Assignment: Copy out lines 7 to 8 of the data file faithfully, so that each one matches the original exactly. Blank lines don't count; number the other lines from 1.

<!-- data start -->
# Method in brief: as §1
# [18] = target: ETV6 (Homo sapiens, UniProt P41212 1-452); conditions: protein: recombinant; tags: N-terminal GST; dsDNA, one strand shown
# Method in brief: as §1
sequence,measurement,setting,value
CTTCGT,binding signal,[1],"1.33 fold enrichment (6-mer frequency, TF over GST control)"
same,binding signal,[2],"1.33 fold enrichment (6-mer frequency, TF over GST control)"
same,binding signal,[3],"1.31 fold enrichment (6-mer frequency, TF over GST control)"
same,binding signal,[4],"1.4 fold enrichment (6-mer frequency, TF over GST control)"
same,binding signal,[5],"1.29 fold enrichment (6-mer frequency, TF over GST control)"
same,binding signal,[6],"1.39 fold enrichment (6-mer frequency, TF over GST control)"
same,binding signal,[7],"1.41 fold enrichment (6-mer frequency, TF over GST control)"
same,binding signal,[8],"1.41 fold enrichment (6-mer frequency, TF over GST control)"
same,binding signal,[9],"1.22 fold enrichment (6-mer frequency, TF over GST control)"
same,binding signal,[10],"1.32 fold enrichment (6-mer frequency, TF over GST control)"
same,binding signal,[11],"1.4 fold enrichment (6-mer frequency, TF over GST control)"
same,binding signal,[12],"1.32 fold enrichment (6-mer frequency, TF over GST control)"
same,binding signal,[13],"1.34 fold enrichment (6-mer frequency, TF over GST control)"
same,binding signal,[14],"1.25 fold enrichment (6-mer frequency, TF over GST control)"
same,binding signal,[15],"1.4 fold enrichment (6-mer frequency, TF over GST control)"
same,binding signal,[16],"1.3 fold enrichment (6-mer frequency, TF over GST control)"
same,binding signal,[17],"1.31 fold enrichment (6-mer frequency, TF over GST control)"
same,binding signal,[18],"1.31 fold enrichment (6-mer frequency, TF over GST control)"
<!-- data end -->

same,binding signal,[3],"1.31 fold enrichment (6-mer frequency, TF over GST control)"
same,binding signal,[4],"1.4 fold enrichment (6-mer frequency, TF over GST control)"